The lasting sensation of waking from a disturbing or unwanted dream lays heavy upon the dreamer the morning after. Such dreams are often surreal in their experiences, they may depict dreadful scenes in an impossible setting or are so fantastically weird that they bewilder the mind. On the other hand, there are others that can be confused with the realities of everyday life. Those that resemble reality in a reflective nature, can be thought of as an impression or natural absorption of what has been and what could be. As our brain sifts through and consolidates our memories during slumber, we look inwards to the depths of the subconscious, to where dreams disappear as quickly as they form.
But, what does it all mean? And is there a way to study the meaning of dreams?
Specifically, there are several developed theories as to why we dream and the meanings that they inhibit. Some theories of dream study have suggested that they serve several particular functions like ‘offline memory reprocessing’ which is a way to record wakeful consciousness. Dreams may also help to ‘develop cognitive capabilities’ and prepare for possible problems or ‘threats’ that arise in the future. And most interestingly is that dreams serve as a ‘psychological space’ where notions of a highly complex, overwhelming and contradictory nature come together via the dreaming ego. Such notions if brought forth while awake would be too unnerving and therefore through dreams they can become psychologically balanced. Despite these findings, dreaming is a cognitive state that, unlike any other, is clouded in misunderstanding. As a result, the complexity of dream research is quite inherent, and therefore within the small space we have to explore this topic, we will primarily discuss the work of our father of psychoanalysis, Sigmund Freud.
Freud has never ceased to be an incredibly compelling figure in the history of psychology and through his work “The Interpretation of Dreams” we can begin our understanding of his psychoanalytic technique to study dreams. Firstly, the premise put forward in the beginning of Freud’s book is that dreams are psychological structures full of significance. By positing such an ideal, Freud rejects past theories that view dreams as somatic processes and instead they form via psychic processes. Indeed, the dream is a wish fulfillment and Freud states that “the dream is not meaningless, not absurd, does not presuppose that one part of our store of ideas is dormant while another part begins to wake.”
In consideration of the interconnectedness of dreams to psychoanalysis, Freud’s technique involved asking his patients to report all ideas and thoughts that occured to them in relation to a theme present in their dreams. By doing this, Freud believed he could work backwards from a patient’s pathological idea to find the meaning of the dream. Through this method, Freud treated the dream as a symptom and to begin, this method calls for Freud to dissect the dream for the patient and with each fragment of it the patient describes his ‘thoughts behind’ that part of the dream. But to prepare his patients for this psychoanalysis, the patient must take a restful position and close their eyes. They are asked to renounce all criticisms of the thoughts that they perceive and that they must communicate every single thought that comes to mind. With this material it becomes possible to interpret dream formation, and Freud observed that the ‘undesired ideas’ are met with the most violent resistance.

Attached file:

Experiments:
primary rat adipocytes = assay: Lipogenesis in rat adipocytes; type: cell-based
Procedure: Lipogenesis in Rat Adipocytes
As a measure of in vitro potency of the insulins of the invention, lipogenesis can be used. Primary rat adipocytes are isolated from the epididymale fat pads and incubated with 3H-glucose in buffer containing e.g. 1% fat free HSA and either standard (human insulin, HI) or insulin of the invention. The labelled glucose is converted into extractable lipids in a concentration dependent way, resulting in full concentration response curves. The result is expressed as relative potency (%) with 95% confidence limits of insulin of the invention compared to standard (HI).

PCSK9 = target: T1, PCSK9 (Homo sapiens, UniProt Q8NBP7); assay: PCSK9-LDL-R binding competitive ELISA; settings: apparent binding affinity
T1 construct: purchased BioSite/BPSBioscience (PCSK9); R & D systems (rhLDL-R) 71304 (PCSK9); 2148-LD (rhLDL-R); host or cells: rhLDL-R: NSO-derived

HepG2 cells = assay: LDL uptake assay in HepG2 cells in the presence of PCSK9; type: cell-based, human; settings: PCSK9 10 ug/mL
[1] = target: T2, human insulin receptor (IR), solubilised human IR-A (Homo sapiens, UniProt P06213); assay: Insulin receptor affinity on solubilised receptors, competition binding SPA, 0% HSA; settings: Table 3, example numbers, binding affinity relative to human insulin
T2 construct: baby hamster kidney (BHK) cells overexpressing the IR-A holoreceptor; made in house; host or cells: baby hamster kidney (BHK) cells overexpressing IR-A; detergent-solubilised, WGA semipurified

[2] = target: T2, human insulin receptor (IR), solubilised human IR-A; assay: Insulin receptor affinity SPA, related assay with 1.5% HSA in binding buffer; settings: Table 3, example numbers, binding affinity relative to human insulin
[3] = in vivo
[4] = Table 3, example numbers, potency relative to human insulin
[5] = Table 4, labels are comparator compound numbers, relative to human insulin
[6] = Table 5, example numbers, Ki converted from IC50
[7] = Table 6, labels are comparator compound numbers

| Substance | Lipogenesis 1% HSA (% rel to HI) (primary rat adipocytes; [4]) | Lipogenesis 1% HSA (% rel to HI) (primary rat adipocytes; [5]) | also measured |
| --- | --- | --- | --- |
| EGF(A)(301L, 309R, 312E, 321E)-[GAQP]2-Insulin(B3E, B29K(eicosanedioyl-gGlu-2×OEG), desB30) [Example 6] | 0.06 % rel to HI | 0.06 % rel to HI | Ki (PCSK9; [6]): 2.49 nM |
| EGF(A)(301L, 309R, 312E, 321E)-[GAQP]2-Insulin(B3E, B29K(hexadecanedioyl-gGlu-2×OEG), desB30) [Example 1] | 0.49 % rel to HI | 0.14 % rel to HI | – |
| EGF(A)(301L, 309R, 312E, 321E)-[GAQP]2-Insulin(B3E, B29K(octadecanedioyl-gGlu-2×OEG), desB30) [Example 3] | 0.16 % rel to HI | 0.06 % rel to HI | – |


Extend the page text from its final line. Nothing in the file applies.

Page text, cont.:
Painting by Henry Fuseli – “The Nightmare”
However, if all of our dreams are wish fulfillments, then what about those dreams that are horrifying and disturbing? Even the less pessimistic observers have suggested that those dreams of pain are more frequent than those of pleasure. Freud suggests in his book that the doctrine of wish fulfillment “is not based upon the estimates of the obvious dream content but relates to the thought content . . which is found to lie behind the dream.” In other words, it’s possible that even our most painful dreams can be interpreted or proved to be wish-fulfillments. How does this happen? Referring back to the thought content behind dreams, Freud makes two distinctions within two levels of dreams: the ‘manifest content’ which is the dream as we remember it and the ‘latent content’ which are those underlying thoughts that form the dream. We can find the wish fulfillment expressed at the latent content level which is then represented in the manifest content. However, the latent content can be ‘disguised’ in the dream if it has been forbidden by our consciousness and in order to appear in a dream it must undergo distortion to get past this ‘censorship’ of the consciousness. It’s as if the mind is in conflict with itself essentially.
From this overview of Freud’s interpretation and method of psychoanalysis, we can see that the concept of dreams and their functions are incredibly complex. The notion that all dreams are wish fulfillments is not commonly accepted among experts and is in fact considered ‘far fetched’ by some. Currently, research findings are more consistent with the theory that memories are consolidated during sleep and that dreams are used to test whether restorative processes in the brain have been completed. This is not to say that dreams are completely meaningless, rather they do not necessarily function in the way that Freud envisioned them to. Nonetheless, it’s always captivating to recall theories within the history of psychoanalysis and Freudism and to see how our understanding has changed regarding such bewildering human concepts.